How one of Google’s massive undersea cables detects earthquakes

How one of Google’s massive undersea cables detects earthquakes


An operator works during the mooring of an undersea fiber optic cable at Arrietara beach near the Spanish Basque village of Sopelana on June 13, 2017. | Photo by Ander Gillenea / AFP via Getty Images

The web of undersea cables that transmit data around the world could one day be used to track earthquakes and tsunamis, according to new research. During a test run last year, one of Google’s fiber-optic cables was able to successfully pick up on nearby earthquakes by detecting distortions in light pulses sent along the cable. It’s a new approach to an idea that researchers have been working on for the past several years.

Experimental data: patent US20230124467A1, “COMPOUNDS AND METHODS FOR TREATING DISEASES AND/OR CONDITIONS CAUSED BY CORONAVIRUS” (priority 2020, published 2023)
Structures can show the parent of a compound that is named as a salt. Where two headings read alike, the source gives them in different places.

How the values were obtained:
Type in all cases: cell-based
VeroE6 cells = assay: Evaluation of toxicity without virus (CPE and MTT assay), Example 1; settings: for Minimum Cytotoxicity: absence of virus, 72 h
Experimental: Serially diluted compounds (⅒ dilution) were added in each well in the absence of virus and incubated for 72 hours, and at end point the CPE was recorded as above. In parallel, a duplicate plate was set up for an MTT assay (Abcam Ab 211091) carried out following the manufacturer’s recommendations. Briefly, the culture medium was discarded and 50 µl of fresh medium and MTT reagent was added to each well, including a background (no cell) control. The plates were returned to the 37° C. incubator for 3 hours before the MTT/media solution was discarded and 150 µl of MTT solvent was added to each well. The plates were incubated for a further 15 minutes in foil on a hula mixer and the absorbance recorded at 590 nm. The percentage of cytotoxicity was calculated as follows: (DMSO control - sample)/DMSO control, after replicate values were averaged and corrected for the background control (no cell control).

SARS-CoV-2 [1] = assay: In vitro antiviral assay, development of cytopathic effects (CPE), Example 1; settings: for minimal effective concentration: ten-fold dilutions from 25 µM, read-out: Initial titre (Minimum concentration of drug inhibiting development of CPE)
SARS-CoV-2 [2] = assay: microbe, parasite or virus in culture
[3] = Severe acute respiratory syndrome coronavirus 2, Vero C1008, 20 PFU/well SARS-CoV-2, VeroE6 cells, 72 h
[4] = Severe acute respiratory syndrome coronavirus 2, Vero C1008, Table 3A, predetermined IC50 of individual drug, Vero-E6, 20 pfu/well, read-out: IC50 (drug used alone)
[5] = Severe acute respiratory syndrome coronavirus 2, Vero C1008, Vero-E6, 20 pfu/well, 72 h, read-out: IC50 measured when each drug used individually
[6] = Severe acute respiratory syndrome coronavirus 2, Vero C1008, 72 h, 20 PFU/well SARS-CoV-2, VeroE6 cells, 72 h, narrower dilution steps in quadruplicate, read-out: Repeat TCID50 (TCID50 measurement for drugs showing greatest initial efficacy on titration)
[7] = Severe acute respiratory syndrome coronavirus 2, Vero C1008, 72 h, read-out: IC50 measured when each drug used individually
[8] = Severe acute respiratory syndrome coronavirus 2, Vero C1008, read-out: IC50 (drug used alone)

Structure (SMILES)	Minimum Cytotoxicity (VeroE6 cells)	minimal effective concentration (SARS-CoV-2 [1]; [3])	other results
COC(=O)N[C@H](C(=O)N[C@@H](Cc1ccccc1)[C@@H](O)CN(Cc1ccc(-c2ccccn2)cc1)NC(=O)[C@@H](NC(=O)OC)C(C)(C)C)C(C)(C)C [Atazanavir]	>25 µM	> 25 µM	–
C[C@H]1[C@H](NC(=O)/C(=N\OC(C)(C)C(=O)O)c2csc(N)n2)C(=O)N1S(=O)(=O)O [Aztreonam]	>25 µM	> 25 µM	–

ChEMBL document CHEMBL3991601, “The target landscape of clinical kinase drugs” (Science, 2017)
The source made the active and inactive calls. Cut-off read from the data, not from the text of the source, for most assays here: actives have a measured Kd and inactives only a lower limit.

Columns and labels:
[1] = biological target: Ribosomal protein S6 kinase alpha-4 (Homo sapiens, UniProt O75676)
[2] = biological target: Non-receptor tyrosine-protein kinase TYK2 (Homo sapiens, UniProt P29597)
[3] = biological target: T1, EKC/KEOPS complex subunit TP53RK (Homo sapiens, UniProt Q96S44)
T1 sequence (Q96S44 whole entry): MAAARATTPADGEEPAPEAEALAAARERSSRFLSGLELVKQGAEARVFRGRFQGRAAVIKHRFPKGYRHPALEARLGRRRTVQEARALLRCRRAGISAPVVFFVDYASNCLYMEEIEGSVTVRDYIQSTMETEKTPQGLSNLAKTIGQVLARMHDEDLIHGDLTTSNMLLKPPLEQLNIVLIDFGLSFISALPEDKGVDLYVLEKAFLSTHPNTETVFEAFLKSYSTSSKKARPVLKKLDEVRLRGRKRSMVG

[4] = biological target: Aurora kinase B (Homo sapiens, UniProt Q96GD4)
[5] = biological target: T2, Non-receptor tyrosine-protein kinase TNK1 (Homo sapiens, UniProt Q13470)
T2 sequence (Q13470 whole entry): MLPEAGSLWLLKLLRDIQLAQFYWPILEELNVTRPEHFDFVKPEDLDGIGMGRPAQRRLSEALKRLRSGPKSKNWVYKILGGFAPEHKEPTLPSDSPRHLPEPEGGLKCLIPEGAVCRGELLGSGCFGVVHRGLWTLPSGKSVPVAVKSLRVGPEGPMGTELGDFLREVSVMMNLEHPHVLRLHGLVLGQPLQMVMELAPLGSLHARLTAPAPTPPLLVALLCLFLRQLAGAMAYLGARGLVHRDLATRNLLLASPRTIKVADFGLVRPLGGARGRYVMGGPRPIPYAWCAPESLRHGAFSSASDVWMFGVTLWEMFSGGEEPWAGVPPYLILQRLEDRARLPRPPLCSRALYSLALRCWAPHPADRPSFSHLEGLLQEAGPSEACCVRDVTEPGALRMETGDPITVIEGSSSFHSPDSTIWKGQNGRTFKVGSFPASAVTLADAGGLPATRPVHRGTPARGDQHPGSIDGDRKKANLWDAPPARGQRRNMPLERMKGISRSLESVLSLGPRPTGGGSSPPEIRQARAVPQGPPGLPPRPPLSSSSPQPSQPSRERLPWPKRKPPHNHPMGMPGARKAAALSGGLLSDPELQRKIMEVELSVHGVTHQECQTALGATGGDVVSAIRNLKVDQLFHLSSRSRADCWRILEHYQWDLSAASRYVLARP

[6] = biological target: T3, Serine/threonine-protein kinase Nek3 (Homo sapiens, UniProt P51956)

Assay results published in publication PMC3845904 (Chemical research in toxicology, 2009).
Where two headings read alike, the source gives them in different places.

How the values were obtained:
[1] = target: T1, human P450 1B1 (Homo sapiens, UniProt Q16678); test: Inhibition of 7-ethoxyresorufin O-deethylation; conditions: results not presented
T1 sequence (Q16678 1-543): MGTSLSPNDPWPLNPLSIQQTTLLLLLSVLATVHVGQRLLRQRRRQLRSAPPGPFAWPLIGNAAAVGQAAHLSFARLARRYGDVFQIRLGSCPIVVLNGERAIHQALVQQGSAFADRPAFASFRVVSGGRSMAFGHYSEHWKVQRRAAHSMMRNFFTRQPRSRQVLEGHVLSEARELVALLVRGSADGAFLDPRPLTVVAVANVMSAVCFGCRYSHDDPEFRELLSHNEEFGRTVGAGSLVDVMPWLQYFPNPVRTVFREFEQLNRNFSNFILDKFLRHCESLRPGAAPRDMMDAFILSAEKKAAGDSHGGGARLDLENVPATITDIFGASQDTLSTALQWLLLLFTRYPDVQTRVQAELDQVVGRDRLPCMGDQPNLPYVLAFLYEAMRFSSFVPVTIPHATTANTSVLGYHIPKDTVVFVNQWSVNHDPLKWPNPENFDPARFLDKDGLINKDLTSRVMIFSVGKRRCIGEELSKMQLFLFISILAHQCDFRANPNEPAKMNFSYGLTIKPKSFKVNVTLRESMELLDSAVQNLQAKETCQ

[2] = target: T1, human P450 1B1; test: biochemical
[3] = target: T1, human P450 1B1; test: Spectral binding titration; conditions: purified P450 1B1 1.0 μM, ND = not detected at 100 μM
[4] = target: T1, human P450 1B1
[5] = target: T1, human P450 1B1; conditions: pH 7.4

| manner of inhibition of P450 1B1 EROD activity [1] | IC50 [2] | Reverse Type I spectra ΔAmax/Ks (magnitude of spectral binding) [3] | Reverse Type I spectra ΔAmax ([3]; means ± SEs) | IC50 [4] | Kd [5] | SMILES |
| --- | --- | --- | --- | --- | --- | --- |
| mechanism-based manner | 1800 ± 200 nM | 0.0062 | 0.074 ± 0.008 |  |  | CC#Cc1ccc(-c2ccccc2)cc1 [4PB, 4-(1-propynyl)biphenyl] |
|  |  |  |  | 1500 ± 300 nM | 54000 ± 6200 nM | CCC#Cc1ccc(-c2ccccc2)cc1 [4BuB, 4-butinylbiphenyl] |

“Can we find a less expensive way to cover the ocean with geophysical sensors? There’s already this telecommunication cable infrastructure out there. If you can turn them into sensors, that’s wonderful — and that’s what we’re doing now,” says…

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